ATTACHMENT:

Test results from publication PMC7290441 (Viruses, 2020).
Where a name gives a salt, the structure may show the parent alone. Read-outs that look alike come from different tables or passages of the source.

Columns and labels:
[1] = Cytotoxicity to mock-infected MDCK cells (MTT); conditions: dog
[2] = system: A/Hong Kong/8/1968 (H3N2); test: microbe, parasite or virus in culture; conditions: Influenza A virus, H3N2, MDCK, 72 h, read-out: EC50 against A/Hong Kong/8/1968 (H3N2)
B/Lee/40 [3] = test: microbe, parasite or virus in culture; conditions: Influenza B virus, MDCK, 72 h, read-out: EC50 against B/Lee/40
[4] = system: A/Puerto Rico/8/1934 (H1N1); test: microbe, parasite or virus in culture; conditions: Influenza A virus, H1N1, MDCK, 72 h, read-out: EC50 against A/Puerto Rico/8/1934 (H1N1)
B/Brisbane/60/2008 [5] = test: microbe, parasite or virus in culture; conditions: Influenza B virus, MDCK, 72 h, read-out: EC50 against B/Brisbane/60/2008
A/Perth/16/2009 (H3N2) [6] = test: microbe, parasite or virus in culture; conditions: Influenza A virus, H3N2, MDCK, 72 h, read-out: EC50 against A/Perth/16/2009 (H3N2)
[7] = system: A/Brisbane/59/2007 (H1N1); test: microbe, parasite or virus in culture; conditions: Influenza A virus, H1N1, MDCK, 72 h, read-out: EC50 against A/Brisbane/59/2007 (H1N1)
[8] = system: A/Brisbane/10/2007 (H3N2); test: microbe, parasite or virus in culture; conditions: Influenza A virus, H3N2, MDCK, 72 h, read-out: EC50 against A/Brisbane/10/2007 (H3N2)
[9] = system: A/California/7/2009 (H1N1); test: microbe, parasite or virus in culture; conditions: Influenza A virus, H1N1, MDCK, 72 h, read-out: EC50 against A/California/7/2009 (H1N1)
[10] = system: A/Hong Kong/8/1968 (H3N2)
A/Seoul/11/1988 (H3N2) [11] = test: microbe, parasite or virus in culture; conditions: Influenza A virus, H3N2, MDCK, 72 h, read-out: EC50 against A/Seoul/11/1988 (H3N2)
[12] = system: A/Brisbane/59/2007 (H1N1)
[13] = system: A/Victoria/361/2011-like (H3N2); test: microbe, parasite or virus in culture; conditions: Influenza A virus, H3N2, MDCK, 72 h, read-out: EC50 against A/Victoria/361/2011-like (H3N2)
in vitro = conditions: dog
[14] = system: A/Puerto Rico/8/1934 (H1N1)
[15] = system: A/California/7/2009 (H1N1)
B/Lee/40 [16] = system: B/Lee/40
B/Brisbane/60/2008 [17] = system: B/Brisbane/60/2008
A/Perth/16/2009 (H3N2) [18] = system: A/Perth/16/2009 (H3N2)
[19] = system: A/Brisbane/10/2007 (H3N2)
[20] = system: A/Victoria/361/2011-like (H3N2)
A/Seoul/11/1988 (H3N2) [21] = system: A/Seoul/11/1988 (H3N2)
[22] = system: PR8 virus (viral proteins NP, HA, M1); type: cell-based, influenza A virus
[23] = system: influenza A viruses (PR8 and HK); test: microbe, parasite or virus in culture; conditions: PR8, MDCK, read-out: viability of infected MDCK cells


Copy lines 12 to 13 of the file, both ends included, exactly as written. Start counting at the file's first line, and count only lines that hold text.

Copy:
[9] = system: A/California/7/2009 (H1N1); test: microbe, parasite or virus in culture; conditions: Influenza A virus, H1N1, MDCK, 72 h, read-out: EC50 against A/California/7/2009 (H1N1)
[10] = system: A/Hong Kong/8/1968 (H3N2)